It’s not so with Greene in Brighton Rock; his anti-hero, who is, much more memorably, called Pinky, is constantly referred to as “the Boy.” It’s a shock statement, of course, regarding his worryingly young age, but the moniker’s also meant to remind us that Pinky has no method of sexual communication other than the violence he has been taught since he was a child; attempts to find comfort or desire result invariably in his threatening his young fiancée. He’s a true ‘wrecker’, in that (like King Midas turning his daughter to gold, say), he is capable only of destruction- a “motiveless malice” becomes a force which even he cannot control, and which will strike down everyone around him in time.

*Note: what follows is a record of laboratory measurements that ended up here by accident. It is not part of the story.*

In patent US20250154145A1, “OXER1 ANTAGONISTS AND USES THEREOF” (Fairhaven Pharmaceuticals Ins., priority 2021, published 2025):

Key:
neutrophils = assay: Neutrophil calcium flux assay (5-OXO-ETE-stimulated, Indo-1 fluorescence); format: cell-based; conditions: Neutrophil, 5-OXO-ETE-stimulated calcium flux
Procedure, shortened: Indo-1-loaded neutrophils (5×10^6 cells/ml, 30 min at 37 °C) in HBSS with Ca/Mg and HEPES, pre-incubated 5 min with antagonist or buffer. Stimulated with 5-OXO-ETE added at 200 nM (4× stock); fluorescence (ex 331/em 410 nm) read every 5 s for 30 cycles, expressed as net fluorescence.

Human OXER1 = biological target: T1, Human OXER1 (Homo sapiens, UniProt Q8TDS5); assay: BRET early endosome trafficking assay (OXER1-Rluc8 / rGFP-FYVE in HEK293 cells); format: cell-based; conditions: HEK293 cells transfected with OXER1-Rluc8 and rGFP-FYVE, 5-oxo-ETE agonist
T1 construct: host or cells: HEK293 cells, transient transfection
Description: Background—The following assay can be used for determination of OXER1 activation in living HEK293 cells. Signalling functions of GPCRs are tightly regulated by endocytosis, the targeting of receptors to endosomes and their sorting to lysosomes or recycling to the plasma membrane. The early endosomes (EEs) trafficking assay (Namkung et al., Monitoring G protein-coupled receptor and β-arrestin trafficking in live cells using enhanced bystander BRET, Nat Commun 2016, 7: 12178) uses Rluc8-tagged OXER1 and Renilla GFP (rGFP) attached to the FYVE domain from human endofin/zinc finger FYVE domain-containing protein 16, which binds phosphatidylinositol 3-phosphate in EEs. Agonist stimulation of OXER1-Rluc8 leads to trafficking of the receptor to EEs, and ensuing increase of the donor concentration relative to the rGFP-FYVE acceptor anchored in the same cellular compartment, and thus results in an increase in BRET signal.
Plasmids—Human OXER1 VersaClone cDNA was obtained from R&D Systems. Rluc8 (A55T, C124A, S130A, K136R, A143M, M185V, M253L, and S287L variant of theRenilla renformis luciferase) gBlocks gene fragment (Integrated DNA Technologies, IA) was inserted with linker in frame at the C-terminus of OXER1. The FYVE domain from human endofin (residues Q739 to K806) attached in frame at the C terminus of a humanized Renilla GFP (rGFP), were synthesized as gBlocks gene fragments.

That the ‘wrecker’ may be the Hamlet of modernity should not be underemphasised, but where Hamlet’s incurable disease was that he saw too much, the ‘wrecker’ sees too little. Stavrogin’s mother claims that he resembles Prince Harry (essentially, that he will ‘grow out’ of his mischief, much as Burgess suggests in the third act of A Clockwork Orange) but then decides that he is actually a little more like Hamlet. The comparison’s interesting: Prince Harry loses something of himself in order to become a king; Prince Hamlet does not, and self-destructs. Stavrogin, of course, will be unable to shake off his curse and find any kind of untainted pleasure in life. Greene also calls upon Shakespeare in the scene where Pinky finds his lawyer, Prewitt, quoting Hamlet drunkenly at his desk. Here the roles have been reversed; Prewitt, a Polonius if ever there was one, has been driven to madness by his inability to drown out the death of Spicer. Pinky, the supposed Hamlet, is troubled by the lawyer’s condition, but unable to understand it, and “the flood” which eventually drowns him is little more than the oblivion of his own animal mind.